The city of Los Angeles, California, on June 28 approved an ordinance that went into effect on Sept. 3 to combat the growing number of homeless tents that are appearing on public streets. However, the ordinance, for the time being, will not generate significant changes for Angelenos.

The City of Los Angeles’ anti-camping law 41.18 prohibits sitting, sleeping, lying down, storing personal belongings, or otherwise obstructing the public right-of-way in various city areas.

The new ordinance update will also prohibit camping within 150 meters of areas considered ‘sensitive’ such as schools, daycare centers, parks, and libraries.

Other sensitive areas include overpasses, underpasses, freeway ramps, tunnels, bridges, and subways.

However, despite the fact that the law that would allow the police to remove homeless tents from all of the designated locations has already gone into effect, Nury Martinez, the president of the Council, clarified that the LAPD will only be able to clear areas reserved for the disabled.

That is before the law goes into full effect, the Council must ensure that every homeless person has been informed of the new ordinance, and more importantly, has been offered shelter.

“We don’t need to choose between keeping our public spaces safe and clean, and connecting Angelenos experiencing homelessness with the services and housing they need,” said Eric Garcetti, the city’s mayor along with Council President Nury Martinez.

“We can and will do both, as we respond to this crisis in a way that is compassionate and responsive to the urgent needs in our communities,” they added.

However, according to the LA Times, there is not enough housing space to serve the city’s entire homeless population, which exceeded 41,000 during the city’s last official count.

The Los Angeles Homeless Services Authority claims that the city only has beds to shelter 39% of the homeless population.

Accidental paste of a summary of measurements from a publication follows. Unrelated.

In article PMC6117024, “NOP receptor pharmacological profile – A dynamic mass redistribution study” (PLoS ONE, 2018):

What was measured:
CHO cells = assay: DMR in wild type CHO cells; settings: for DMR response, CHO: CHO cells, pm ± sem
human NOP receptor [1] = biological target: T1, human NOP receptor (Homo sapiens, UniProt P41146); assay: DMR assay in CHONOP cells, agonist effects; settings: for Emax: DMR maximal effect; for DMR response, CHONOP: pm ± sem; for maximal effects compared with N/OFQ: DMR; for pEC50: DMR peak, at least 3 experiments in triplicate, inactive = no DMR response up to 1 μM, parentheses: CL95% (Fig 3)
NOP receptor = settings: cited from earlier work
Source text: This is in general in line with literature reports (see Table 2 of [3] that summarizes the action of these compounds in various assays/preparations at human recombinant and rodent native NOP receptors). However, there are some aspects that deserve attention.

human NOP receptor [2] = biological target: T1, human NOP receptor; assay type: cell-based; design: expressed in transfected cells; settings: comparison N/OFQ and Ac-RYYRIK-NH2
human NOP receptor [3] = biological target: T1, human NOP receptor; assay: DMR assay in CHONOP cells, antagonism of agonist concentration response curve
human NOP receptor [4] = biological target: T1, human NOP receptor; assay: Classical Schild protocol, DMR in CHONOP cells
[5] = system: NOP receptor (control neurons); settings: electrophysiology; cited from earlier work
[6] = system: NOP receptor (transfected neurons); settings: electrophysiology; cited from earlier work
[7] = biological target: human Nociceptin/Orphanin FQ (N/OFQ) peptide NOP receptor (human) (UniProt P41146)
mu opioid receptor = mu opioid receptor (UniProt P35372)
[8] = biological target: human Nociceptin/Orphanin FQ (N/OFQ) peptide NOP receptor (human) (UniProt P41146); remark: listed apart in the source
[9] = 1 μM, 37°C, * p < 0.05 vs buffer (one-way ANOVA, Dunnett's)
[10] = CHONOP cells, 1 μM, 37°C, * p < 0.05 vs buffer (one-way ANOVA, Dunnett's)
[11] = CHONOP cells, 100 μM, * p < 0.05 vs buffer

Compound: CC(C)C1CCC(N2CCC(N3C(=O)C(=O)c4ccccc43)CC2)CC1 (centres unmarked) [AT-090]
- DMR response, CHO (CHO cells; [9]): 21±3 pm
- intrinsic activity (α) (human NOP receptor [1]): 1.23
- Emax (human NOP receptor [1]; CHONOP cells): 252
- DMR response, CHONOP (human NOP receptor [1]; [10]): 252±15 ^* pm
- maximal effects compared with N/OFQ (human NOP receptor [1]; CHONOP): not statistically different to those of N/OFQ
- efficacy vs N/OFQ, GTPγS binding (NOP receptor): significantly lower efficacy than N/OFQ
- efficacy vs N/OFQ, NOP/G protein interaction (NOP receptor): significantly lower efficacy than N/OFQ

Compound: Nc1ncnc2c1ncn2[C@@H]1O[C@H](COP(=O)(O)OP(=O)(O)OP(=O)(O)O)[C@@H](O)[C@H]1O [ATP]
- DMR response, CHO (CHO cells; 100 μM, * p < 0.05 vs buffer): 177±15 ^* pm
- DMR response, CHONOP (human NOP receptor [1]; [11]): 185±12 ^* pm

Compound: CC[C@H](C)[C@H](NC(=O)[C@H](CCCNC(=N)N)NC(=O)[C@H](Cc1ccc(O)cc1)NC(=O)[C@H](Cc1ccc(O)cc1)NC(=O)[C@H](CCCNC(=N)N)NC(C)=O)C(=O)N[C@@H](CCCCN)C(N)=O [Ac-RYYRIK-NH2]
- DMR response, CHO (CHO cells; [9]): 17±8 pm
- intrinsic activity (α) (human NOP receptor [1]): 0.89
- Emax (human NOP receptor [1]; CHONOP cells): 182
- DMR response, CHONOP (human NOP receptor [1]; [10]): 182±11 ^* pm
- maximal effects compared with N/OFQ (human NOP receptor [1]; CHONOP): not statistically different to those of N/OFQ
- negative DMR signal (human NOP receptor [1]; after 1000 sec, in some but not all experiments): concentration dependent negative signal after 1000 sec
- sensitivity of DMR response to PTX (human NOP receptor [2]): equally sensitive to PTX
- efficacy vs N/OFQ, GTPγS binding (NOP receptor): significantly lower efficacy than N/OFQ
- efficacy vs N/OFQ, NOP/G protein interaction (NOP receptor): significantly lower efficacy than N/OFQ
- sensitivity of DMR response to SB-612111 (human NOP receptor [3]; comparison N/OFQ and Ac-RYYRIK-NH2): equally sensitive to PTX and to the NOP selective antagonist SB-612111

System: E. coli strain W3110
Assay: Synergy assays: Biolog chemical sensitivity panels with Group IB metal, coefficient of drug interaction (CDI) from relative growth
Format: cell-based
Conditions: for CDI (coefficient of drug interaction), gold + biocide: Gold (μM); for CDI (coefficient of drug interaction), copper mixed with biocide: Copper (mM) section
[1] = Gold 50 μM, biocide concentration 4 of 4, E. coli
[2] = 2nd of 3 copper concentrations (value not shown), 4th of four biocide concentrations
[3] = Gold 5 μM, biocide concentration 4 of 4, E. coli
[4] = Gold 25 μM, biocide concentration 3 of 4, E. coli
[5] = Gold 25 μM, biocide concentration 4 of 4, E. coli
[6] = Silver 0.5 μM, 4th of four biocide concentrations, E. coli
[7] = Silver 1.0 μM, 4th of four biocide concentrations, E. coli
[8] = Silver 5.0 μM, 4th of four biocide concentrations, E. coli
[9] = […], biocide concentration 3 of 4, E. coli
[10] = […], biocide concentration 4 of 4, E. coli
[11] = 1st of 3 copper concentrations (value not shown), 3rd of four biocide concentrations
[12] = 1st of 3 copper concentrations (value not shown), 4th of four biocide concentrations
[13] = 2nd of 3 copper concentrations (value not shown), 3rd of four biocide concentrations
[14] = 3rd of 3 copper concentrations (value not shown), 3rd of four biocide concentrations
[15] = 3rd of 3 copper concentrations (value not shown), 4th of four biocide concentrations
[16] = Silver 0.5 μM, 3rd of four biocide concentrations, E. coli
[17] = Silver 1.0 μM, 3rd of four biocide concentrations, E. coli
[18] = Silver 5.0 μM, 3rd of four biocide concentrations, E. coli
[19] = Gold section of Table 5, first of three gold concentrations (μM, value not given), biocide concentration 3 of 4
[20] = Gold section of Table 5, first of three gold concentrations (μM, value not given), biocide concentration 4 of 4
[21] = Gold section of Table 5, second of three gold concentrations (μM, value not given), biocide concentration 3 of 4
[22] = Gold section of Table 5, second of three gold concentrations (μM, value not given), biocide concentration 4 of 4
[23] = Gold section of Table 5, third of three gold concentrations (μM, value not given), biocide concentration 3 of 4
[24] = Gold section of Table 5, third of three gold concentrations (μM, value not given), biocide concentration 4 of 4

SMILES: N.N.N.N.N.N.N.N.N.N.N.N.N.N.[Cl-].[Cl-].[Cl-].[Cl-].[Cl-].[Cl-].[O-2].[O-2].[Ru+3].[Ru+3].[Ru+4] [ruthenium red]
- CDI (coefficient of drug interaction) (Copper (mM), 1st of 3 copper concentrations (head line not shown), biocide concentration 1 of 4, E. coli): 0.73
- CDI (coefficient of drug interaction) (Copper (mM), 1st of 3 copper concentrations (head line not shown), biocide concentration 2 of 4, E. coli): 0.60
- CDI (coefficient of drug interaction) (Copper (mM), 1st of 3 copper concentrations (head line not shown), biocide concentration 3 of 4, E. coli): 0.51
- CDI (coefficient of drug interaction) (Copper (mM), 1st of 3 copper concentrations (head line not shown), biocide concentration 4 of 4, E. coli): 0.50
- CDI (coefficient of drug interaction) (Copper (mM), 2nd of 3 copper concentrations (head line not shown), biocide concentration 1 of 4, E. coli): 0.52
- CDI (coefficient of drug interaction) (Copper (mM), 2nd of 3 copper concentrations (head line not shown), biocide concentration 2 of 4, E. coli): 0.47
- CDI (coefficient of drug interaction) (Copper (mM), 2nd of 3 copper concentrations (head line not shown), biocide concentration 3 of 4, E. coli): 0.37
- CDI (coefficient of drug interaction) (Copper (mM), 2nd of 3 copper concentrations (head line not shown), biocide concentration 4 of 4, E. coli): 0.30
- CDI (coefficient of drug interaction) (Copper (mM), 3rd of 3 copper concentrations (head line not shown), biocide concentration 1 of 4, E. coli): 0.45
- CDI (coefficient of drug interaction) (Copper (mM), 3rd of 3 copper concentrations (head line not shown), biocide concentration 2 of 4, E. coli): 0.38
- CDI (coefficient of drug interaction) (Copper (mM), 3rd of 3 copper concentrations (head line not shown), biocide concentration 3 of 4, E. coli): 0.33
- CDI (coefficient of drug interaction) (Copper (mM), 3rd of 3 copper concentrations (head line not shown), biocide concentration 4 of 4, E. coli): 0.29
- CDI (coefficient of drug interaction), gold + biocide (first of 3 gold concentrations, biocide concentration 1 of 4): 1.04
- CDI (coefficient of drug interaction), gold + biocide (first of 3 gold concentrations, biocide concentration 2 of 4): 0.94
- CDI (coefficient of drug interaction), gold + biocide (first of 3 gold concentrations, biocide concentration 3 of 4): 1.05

Thus, it is unclear how the city will proceed with enforcement when the pre-existing condition is to give homeless people shelter before they can pitch their tents.

In addition, a Ninth Circuit federal court ruling prohibits authorities from seizing the property of the homeless because it violates the Fourth Amendment, the local search and seizure law, thus making it impossible to enforce the law.

The precondition for the ordinance to go into full effect was criticized by one of the council members, Joe Buscaino, who is running for mayor in the upcoming election.

“Is a water down, bureaucratic, long process to connect people with Services and Housing… we’ve been connecting people, and engaging people in our streets for years,” Buscaino told CBS.

“What happens when they say no to help? Let the voters of Los Angeles decide, because they are tired of being sick and tired,” the councilman asserted.

On Aug. 26, Buscaino introduced an ordinance amendment to prohibit homeless people who have already been offered shelter from camping again. His motion was rejected by a large majority.

“If you’ve ever wondered why Los Angeles streets look much worse compared to other cities, it’s because we haven’t had common sense rules in place. I am disappointed that the Council did not support my amendment to disallow urban camping after a person has been offered housing,” Buscaino said, according to Los Angeles Daily News.

According to KTLA, in 2019, Los Angeles spent 619 million dollars to combat the homelessness crisis with little or no success.

The problem of homeless people camping on the streets and their consequent insecurity is one of the reasons why the current Democratic Governor Gavin Newsom faces a recall vote on Sept. 14.